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Personal income tax should be abolished

February 12, 2001

Mahesh protests against the Rs. 5000 income tax rebate that women tax payers get. He favours abolishing it since it obviously will get frittered away on clothes, entertainment, etc.

He doesn't realise that there is a far greater evil that needs to be abolished.

And that's personal income tax for everyone!

Yes, you heard that right. I strongly believe in abolishing personal income tax completely.

Has Madhu lost it, you wonder? I assure you that I have perfectly logical reasons for this. Ready? Let me start...

Fact no. 1
As we all know (well, some of us anyway), there are only about 20 million taxpayers in a country of over 1 billion people. That puts us taxpayers at only 2% of the population! Yes, just a measly 2%. We're not even close to touching double digits here. What's more, personal income tax (not corporate income tax) is only 3% of the GDP! In other words, it's contribution to the national kitty is pretty much negligible.

Fact no. 2
The savings rate of Indian families has been falling each year. This means that more people are saving less. Apart from the impact on the net worth of individuals/families, this affects the economy seriously too. If people save less, they also spend less. The most immediately hit sector is the FMCG sector, and of course, everything that people buy with money gets hit. If people buy less, industrial growth slows down. If the industry slows down, companies have lower sales, which mean lower tax. Lower tax collection means the government has less money to spend on important things like infrastructure, education, and health. Lower sales also mean companies can't invest in growth and expansion, which is bad for everyone. I could go on, but this is a vicious cycle. You get the idea, right?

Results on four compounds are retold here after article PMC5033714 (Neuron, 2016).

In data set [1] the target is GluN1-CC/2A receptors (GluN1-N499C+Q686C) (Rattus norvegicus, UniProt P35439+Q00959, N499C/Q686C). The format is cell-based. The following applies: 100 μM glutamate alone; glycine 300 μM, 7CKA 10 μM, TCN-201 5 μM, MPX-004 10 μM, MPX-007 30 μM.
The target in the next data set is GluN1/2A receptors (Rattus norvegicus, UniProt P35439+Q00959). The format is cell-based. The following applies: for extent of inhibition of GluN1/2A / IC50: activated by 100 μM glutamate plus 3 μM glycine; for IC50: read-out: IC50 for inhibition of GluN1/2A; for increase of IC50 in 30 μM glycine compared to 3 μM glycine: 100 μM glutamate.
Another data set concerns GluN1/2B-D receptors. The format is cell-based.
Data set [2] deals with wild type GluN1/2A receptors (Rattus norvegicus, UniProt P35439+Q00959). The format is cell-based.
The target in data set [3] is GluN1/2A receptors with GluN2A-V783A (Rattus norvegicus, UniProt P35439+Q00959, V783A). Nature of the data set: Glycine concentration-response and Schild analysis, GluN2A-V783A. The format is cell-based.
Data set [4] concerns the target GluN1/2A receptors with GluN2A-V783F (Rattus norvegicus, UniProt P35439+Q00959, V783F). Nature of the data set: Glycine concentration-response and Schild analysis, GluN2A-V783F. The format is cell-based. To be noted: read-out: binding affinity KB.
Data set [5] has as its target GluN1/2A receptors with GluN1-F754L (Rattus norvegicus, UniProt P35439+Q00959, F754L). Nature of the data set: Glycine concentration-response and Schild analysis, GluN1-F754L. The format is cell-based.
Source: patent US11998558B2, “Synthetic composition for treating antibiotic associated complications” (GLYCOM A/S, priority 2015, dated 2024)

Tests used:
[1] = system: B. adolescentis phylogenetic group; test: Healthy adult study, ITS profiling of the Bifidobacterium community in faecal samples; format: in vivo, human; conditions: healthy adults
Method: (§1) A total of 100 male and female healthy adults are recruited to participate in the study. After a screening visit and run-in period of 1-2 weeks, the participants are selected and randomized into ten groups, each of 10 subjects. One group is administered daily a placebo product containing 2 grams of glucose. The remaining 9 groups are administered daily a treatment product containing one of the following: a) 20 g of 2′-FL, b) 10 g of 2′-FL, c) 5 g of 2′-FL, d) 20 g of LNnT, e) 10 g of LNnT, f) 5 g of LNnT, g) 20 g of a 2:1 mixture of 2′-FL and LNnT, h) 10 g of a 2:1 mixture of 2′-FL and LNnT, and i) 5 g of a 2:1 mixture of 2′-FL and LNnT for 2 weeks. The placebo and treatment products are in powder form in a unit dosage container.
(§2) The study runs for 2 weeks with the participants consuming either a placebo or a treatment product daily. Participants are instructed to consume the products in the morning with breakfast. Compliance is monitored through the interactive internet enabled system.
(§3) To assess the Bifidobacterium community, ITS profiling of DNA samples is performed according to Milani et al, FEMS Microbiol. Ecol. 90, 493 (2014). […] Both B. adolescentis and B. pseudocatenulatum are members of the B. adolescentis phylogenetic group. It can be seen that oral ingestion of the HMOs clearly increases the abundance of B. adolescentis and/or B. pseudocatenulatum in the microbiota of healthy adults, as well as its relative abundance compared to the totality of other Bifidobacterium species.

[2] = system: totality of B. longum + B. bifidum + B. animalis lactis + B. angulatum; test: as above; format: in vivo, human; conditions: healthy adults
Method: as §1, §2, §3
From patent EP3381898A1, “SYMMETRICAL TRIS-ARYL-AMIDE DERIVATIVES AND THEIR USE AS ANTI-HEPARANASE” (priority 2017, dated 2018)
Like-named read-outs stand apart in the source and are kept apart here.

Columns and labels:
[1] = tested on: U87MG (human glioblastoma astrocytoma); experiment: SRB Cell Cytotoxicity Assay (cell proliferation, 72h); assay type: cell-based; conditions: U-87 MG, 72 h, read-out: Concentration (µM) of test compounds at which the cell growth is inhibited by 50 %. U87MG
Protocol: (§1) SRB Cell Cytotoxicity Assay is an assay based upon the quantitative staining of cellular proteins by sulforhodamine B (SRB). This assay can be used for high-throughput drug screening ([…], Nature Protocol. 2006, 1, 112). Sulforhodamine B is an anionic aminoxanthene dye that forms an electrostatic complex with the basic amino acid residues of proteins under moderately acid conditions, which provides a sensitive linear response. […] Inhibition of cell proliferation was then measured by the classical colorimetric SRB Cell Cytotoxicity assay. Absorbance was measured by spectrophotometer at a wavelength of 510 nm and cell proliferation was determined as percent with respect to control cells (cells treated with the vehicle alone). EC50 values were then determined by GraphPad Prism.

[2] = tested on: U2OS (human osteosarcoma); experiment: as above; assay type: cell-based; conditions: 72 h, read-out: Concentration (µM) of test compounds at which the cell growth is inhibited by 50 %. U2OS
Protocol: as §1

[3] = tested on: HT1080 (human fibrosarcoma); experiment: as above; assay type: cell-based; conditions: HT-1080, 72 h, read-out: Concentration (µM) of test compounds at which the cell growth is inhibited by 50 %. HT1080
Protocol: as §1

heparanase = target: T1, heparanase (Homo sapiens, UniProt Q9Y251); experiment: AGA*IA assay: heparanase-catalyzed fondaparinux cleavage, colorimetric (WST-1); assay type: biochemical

Fact no. 3
The IT department is nothing more than one giant harassment machine. In fact, the system punishes honest tax payers and makes tax evaders out of them. For those who don't know what an IT return scrutiny is, it's when the IT assessing officer picks up some returns at random (well, not totally at random) and scrutinises it in minute detail. If he finds or suspects a discrepancy, he can issue a notice to you and you then have to explain every detail of your income and possibly every transaction in your bank statement.

Here comes the rub. Get this: your chances of having your return scrutinised increases with your total declared income and with the tax bracket that you fall into. In other words, if you make Rs. 10 Lakhs per year and fall into the 30% bracket (that's 35.2% now with all the surcharges), your return is more likely to be picked up than if you were making Rs. 2 Lakhs and fell into the 10% bracket.

Now, that by itself isn't too bad. But... there's another gotcha there. The assessing officer is answerable for any return picked up for scrutiny and doesn't result in any additional tax being levied. The officer's career path is also dependant upon how much tax he manages to extract out of us poor souls. That essentially means that even if you're as straight as an arrow in all your financial dealings, the tax buggers will try and squeeze even more out of you.